Global Mangrove Extent Much Smaller than Previously Estimated - UNEP Global Environmental Alert Services (GEAS) - October 2010

United Nations Environment Programme (UNEP) (2010)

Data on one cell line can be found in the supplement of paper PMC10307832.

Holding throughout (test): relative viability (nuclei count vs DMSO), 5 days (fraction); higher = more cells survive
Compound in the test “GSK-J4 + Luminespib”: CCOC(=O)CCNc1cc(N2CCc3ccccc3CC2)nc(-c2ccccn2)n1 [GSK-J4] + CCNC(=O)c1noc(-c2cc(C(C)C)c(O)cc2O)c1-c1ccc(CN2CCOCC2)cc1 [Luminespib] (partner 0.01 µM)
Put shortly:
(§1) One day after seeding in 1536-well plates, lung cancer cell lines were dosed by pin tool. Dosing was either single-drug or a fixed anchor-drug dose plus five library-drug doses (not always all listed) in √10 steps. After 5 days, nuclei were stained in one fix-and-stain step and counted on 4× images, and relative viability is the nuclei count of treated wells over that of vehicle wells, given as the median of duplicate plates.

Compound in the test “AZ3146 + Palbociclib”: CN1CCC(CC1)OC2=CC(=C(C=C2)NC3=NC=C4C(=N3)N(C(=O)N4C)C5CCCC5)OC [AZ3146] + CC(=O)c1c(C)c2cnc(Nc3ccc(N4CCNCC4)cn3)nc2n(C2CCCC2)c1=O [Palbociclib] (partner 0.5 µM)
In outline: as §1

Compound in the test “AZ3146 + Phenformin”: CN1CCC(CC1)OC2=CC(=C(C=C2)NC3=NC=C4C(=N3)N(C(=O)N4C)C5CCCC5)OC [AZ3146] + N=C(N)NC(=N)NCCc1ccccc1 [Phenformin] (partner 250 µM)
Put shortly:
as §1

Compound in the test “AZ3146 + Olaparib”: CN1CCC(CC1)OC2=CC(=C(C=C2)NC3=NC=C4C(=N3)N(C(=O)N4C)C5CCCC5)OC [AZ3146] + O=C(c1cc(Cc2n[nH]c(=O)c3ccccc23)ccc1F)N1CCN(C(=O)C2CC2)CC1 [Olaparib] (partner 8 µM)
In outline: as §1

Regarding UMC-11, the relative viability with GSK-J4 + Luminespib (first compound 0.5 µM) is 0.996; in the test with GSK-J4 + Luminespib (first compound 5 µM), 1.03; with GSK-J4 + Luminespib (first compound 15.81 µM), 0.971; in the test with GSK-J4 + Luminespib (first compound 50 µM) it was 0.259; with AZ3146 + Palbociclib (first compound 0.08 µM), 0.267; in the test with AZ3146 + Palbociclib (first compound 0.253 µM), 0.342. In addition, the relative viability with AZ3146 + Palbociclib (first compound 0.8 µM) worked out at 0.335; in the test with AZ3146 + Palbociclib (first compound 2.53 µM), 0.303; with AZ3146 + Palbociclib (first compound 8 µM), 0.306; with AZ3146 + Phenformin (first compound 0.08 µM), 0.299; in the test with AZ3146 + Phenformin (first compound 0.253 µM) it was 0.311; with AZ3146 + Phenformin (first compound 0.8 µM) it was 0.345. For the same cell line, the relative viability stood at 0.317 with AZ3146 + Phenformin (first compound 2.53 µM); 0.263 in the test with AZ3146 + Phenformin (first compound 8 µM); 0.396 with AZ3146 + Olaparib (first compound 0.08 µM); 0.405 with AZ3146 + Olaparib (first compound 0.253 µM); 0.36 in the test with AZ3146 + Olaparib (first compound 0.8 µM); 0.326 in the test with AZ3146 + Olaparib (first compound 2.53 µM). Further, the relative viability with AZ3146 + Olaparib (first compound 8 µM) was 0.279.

As confirmed by the impacts of the December 2004 Asian tsunami and Hurricane Katrina in 2005 intact mangroves help stabilize shorelines and thus protect lives and property from such natural disasters. They also provide other ecosystem services such as breeding and nursing grounds for marine species and sources of food medicine fuel and building materials for local communities. In addition living mangroves store carbon keeping it out of the atmosphere. It is possible that mangroves and the soils they grow in could sequester about 22.8 million metric tonnes of carbon each year. Mangrove forests occur between the sea and land and are thought to cover about a quarter of the world's tropical and subtropical intertidal zones mostly between 5° N and 5° S latitude. Research reveals that the forests have been declining at an alarming rate however' perhaps even faster than inland tropical forests' and much of what is left is degraded.